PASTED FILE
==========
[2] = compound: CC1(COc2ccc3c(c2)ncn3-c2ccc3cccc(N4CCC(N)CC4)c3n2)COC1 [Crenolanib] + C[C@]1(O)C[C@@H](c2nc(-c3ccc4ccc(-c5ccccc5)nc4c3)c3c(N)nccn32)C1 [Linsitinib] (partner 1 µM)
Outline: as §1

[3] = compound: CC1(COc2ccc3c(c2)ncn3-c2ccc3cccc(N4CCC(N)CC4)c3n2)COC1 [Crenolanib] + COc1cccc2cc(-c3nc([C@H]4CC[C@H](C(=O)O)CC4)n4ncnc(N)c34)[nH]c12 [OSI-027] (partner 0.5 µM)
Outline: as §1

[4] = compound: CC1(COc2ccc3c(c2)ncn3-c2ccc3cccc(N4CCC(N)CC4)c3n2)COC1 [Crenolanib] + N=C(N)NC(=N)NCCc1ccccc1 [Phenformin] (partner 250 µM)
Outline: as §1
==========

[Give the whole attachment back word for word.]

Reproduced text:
[2] = compound: CC1(COc2ccc3c(c2)ncn3-c2ccc3cccc(N4CCC(N)CC4)c3n2)COC1 [Crenolanib] + C[C@]1(O)C[C@@H](c2nc(-c3ccc4ccc(-c5ccccc5)nc4c3)c3c(N)nccn32)C1 [Linsitinib] (partner 1 µM)
Outline: as §1

[3] = compound: CC1(COc2ccc3c(c2)ncn3-c2ccc3cccc(N4CCC(N)CC4)c3n2)COC1 [Crenolanib] + COc1cccc2cc(-c3nc([C@H]4CC[C@H](C(=O)O)CC4)n4ncnc(N)c34)[nH]c12 [OSI-027] (partner 0.5 µM)
Outline: as §1

[4] = compound: CC1(COc2ccc3c(c2)ncn3-c2ccc3cccc(N4CCC(N)CC4)c3n2)COC1 [Crenolanib] + N=C(N)NC(=N)NCCc1ccccc1 [Phenformin] (partner 250 µM)
Outline: as §1